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Comment Re:Beating Commodore 64!!?! (Score 5, Insightful) 145

These numbers are crazy. They're probably counting sales and not use.

Surely, most Pi's are just used as cheap C64 emulation machines, letting the C64 continue to reign supreme. (Those not being used as a replacement C64 are all obviously just collecting dust in a drawer.)

Comment Re:Human level processing power, NOT intelligence (Score 1) 161

somebody will figure out a way to grow enough neuronal tissue to make a biological analogue of the brain
I don't see it happening in next ten years thought

Well, perhaps not for you. The rest of us figured out how to produce not only an entire functioning human brain, but an entire body for it as well. It does, however, require a woman.

Before you start screaming "SJW", go upstairs and ask your mother about the process. Don't be so quick to start it though. It takes about 9 months for the initial development, and years of further training and debugging afterward. Even after all that, there's no guarantee it'll function as you initially hope. (Trust me, she knows.)

Comment Re:One word (Score 2) 474

So they claim... I've seen perfectly mundane software that's more than 100x larger than older software that still somehow manages to do less than older versions.

That is, equal or lesser complexity, dramatically larger size, unimaginably worse performance.

I blame the attention paid to "do everything" libraries and frameworks used because they're popular, not because they add value. The defense is always "don't reinvent the wheel" and "if we want to add this or that someday" or some variation of the two. If we didn't reinvent the wheel, we'd all be driving Flintstone mobiles. As for the defense against the future defense, it's not going to happen. That never happens. It never happens because the added unnecessary complexity is guaranteed to make your software less, not more, flexible. Stop doing that!

Stick with small, special purpose, libraries. Your users will thank you.

Comment Re:How many... (Score 1) 95

Not quite. I'm not generally afraid of imaginary things, nor am I concerned with their ethical implications.

I'm also not worried about alien invasions, evil AI, or careless time travelers.

When I see silly science fiction doomsday proclamations that call for my attention or action, I look at it the same way you might look at a Chick tract.

You, in contrast, seem genuinely worried about these sorts of things. I wonder if you've called your insurance company to have 'mad robot damage' added to your homeowners policy, in anticipation of the telephone switching networking becoming self-aware and turning your appliances against you.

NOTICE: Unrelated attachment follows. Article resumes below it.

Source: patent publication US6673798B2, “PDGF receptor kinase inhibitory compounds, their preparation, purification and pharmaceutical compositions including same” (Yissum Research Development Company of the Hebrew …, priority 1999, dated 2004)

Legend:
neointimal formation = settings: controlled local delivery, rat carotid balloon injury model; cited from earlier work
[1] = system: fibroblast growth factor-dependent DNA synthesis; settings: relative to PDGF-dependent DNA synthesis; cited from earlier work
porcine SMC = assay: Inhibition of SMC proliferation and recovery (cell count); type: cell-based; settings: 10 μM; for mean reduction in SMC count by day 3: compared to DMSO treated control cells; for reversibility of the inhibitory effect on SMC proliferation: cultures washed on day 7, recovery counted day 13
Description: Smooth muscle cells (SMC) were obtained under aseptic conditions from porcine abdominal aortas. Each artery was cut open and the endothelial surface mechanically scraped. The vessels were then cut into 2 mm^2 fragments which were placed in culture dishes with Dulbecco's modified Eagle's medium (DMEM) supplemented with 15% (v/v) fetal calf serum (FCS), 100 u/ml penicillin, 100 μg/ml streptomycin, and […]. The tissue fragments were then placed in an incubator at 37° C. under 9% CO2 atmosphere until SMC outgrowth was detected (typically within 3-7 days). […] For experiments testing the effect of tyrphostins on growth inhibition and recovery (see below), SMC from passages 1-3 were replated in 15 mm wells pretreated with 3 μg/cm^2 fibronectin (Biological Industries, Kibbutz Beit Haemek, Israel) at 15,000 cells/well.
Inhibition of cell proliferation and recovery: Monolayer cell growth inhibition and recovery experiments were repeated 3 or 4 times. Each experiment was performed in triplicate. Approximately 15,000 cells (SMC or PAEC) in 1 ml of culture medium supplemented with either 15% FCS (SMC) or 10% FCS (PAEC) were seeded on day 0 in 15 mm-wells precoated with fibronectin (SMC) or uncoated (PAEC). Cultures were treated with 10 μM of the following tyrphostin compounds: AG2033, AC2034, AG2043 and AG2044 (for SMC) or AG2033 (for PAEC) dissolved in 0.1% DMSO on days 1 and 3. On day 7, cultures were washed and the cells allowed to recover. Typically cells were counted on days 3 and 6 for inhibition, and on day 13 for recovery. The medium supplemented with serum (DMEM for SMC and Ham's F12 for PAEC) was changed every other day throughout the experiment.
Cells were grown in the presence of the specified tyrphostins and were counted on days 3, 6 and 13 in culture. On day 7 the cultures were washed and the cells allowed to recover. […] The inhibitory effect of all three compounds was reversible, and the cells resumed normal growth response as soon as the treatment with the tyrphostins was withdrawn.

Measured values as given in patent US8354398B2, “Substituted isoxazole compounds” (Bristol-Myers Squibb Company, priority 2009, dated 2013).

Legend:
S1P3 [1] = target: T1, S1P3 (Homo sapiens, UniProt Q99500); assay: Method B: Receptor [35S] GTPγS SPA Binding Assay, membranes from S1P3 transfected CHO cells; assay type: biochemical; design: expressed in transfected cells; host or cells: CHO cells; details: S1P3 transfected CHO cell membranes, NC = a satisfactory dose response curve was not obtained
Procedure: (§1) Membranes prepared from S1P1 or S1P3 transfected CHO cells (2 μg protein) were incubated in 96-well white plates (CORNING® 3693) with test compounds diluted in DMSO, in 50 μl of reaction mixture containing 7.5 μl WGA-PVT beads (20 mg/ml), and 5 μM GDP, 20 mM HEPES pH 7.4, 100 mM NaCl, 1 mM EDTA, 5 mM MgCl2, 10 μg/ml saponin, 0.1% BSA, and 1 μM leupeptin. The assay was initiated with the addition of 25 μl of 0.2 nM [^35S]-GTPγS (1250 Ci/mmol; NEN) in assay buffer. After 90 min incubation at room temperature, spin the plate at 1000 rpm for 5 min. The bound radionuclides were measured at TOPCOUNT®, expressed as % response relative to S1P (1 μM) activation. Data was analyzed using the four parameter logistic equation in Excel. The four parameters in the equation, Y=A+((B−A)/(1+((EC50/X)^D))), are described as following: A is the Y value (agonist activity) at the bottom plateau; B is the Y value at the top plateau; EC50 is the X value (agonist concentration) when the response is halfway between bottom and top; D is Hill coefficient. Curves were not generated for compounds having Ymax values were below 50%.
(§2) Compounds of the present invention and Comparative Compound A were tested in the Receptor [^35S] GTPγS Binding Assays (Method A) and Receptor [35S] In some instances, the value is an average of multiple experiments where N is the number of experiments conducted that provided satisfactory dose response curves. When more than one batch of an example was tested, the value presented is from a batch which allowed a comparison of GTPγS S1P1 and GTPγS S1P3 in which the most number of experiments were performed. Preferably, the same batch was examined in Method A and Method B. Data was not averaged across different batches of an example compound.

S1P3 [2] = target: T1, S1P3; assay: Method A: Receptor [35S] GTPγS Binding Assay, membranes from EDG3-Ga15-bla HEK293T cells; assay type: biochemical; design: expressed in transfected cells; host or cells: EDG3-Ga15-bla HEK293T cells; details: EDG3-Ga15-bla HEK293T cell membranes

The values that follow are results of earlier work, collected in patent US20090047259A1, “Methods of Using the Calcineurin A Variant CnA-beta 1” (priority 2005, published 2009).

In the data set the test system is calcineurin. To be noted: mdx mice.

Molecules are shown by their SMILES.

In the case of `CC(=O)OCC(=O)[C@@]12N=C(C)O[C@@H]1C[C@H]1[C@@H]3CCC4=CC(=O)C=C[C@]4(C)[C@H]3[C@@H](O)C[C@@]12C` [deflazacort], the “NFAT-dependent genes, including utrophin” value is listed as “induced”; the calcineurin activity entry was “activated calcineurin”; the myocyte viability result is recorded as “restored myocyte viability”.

I'm sorry that you think that eugenics through direct genetic manipulation is not a bad thing.

This is something I feel I need to correct. I'm against eugenics in all forms. Though I'm not exactly worried about eugenics through direct genetic manipulation as it's a silly fiction, unlikely to be realized.

Comment Re:How many... (Score 1) 95

In no more than 15 years we will probably be fixing genetic diseases.

That's rough... 20 years ago, that was only 10 years out.

It won't be much longer than that before we "fix" other things.

We're running out of time to find the dusty VHS tapes of the '700 Club' warning us about the horrors of "designer babies" before they degrade. They could save humanity!

Seriously, this is like hearing about the imminent danger posed by AI from the Kurzweil nuts. It's science fiction, old science science fiction, that's got you worried. Relax. There are real monsters, like greed and lust for power, that are far more likely to cause you harm in the immediate future than imaginary doomsday scenarios ripped straight from the bargain rack at the local used bookstore.

Comment Re:I think Wix automation is desired (Score 1) 63

It's not a bad idea in principle, but have you ever had the displeasure of actually using a site developed in Wix?

It's not that it's bloated so much as it is obese. I once saw a Wix site take more than a minute to load. I'm amazed they're still in business.

Call the local high school and hire one of the kids to snap a small business site together for you. Everyone wins.

Comment Re:What does this mean, exactly? (Score 1) 225

Not all extensions are going to be ported. Period.

That's right. I never claimed otherwise. The popular extensions, and the ones mentioned by the OP, however, will be ported. The OP's favorite add-ons will continue to work. This change affects him in no way.

You know, the add-ons that people actually use. UBlock Origin, NoScript, etc. are being ported. Hence, this change will affect almost no one.

For those (very few) devs posting nonsense about how this comes as a total shock, they've had almost two full years to prepare, and they still have the remainder of this year! They've even had ample opportunity to work with Mozilla to shape the new API.

So, no, not every add-on will be ported. Of course, considering the incredibly long time they've had to make the change, I don't think users are missing much by losing what are very likely to be low-quality add-ons with little to no support.

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